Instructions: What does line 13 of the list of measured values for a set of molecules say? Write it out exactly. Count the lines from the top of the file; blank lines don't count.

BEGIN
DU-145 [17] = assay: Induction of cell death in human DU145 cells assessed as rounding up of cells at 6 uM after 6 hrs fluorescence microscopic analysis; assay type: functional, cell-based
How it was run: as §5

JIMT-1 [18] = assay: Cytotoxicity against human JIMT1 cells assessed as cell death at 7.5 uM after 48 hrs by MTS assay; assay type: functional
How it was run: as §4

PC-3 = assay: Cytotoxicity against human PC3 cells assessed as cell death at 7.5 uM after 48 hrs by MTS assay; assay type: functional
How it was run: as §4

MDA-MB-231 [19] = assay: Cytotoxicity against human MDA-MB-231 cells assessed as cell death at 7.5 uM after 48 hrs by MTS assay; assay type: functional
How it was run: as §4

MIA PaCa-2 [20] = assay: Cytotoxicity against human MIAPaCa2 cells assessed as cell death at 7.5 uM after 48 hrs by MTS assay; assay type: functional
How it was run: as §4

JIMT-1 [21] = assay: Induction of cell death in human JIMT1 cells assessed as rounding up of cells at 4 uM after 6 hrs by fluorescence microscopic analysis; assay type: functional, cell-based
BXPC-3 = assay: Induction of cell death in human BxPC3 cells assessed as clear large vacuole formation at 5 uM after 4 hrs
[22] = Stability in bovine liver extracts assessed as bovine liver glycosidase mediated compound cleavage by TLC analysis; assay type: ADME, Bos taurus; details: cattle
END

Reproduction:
[22] = Stability in bovine liver extracts assessed as bovine liver glycosidase mediated compound cleavage by TLC analysis; assay type: ADME, Bos taurus; details: cattle